1. Workshops of Empire Stegner, Engle, and American Creative Writing during the Cold War by Eric Bennett is a look at the expansion of American creative writing Bennett is an associate professor of English at Providence College in Rhode Island He is the author of A Big Enough Lie, and his writing has appeared in A Public Space, New Writing, Modern Fiction Studies, Blackwell Wiley s Companion to Creative Writing, The Chronicle of Higher Education, VQR, MFA vs NYC, and Africana.The Cold War was a cha [...]


    2. ensuingchapters 2015 10 25As a survivor of an MFA program, there are a lot of ways I would describe writing workshops, but until reading this book I never imagined a connection to the Cold War Leave it to the University of Iowa Press, the publishing wing of the school that invented the Platonic form of the modern workshop, to offer this rich, counterintuitive history of the MFA.These days, there s nothing very revolutionary about a creative writing program In fact, I still refer to mine as a con [...]


    3. A really interesting look at the connections between the birth of the American creative writing workshop and the Cold War i.e the workshop as a crucible for American read non communist values, which was how Paul Engle, founder of the Iowa workshop, sold his program to the foundations that helped fund its early years The chapter on Stegner suggests the extent to which Stanford s MFA program was likewise a figuring forth of its founder s personality Much readable than McGurl s The Program Era, th [...]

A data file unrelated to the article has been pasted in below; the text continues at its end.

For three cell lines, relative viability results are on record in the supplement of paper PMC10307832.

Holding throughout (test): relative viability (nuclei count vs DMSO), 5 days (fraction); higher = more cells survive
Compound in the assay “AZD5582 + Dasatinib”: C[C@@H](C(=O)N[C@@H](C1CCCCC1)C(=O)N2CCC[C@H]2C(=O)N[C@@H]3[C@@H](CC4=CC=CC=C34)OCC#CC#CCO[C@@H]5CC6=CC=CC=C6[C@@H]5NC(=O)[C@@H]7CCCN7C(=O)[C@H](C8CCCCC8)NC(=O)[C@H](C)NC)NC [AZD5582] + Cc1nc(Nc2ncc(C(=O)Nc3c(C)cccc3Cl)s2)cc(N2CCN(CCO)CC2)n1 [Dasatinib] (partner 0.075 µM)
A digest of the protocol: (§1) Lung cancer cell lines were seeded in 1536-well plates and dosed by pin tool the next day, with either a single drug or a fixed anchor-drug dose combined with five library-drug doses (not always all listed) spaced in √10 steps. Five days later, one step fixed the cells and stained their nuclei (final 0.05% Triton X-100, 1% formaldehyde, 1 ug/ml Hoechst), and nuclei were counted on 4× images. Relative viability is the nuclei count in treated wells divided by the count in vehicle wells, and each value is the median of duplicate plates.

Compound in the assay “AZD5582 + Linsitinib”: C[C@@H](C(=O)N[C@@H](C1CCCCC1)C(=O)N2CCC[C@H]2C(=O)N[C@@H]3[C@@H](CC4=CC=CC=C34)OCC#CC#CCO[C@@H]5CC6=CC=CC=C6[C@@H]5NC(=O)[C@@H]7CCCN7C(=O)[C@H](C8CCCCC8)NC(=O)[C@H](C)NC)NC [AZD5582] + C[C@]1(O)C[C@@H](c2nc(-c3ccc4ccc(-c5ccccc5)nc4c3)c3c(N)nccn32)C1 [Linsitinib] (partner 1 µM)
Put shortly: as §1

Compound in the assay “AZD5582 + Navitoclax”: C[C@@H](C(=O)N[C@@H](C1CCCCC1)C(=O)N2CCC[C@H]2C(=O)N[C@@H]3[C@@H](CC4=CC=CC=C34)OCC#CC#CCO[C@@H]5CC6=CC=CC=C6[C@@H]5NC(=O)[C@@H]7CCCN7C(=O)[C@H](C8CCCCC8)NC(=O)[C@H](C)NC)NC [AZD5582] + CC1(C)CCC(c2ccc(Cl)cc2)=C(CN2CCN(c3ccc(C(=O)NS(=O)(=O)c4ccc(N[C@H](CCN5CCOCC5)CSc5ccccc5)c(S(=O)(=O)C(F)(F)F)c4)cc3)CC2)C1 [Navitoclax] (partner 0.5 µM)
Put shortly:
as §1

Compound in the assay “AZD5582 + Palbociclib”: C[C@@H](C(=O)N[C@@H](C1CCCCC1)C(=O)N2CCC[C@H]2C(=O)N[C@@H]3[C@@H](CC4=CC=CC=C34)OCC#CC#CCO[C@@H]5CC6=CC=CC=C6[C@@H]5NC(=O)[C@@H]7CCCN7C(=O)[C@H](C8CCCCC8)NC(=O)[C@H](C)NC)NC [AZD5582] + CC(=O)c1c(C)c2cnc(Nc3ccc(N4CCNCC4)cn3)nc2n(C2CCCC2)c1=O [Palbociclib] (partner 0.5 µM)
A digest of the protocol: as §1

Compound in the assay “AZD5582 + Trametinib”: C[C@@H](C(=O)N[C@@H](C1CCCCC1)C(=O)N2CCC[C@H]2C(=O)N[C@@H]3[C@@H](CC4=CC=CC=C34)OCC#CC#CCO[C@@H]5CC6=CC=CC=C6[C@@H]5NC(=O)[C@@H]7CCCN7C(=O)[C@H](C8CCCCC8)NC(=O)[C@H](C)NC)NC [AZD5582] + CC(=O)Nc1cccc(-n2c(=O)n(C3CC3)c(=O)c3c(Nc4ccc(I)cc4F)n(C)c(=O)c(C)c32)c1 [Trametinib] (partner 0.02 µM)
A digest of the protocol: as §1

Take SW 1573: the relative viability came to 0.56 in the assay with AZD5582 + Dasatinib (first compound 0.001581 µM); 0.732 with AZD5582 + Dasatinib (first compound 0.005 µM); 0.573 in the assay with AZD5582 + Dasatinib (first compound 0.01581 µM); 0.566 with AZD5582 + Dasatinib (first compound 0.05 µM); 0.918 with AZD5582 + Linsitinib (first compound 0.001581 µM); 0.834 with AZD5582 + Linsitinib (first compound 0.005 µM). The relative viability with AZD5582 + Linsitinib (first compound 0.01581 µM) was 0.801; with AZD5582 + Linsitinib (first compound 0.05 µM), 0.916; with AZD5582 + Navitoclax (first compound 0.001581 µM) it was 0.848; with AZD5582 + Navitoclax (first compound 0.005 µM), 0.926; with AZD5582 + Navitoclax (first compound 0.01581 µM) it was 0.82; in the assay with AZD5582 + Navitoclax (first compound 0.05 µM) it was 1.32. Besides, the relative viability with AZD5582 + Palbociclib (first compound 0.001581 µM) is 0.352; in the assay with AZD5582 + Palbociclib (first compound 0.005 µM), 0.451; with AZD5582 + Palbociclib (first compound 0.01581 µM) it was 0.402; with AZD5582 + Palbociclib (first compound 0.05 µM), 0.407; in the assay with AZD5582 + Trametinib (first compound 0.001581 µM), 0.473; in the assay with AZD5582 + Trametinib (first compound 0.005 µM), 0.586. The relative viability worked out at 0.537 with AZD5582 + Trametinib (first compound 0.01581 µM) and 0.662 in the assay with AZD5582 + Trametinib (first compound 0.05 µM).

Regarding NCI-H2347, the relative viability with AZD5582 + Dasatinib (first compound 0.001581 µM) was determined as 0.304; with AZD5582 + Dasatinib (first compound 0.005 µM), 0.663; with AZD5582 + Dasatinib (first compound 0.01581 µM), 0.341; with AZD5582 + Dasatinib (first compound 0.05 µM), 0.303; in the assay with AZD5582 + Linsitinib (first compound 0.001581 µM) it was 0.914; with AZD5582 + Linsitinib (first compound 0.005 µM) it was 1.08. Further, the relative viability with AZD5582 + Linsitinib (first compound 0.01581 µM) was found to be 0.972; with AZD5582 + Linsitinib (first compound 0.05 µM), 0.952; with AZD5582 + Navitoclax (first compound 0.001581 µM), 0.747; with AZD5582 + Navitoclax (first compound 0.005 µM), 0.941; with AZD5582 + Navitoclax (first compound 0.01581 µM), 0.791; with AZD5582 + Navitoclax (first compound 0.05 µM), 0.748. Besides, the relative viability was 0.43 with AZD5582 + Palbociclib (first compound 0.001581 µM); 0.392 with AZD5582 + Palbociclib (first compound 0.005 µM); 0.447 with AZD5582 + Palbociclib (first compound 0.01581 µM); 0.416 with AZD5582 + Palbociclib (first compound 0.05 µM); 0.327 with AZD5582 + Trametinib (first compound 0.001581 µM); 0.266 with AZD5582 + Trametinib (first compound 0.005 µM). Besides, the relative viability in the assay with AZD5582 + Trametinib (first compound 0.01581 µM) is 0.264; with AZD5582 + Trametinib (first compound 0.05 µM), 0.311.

4. im going to take the concluding page as a positive affirmation of the urgent necessity of stalinist fiction for the modern age.


    5. At first, I thought this a very unique story, and then I thought it a very sad one But then I realized it is neither it s simply a new take on the very old relationships among power, art, and money It provides a revealing look at how something akin to the old patronage systems that produced much of literature and other art throughout history are still at work in the 20th century, albeit in different costumes and, oddly, perhaps in a manner much less self aware than they have been in previous era [...]


    6. I loved this study While it is in conversation with McGurl, it is not a companion piece The book is extremely well researched and offers a great explanation for why new criticism still has a strong stranglehold, as well as offering a fascinating history which was new to me I would heartily recommend it to anyone interested in American lit, especially 20th century.


    7. Bennett explores how the influx of GI Bill bearing veterans to creative writing programs reinvented the form and shifted the center of cultural gravity to Stanford and Iowa from New York and Chicago, as post war Americans sought explanations for the horrors of WWII and the Cold War government underwrote journals and magazines featuring this new work.


    8. I found this history of MFA programs incredibly interesting as both a writer and a reader The Cold War had a profound effect on fiction one that we should think about critically Yet most of us don t even know about it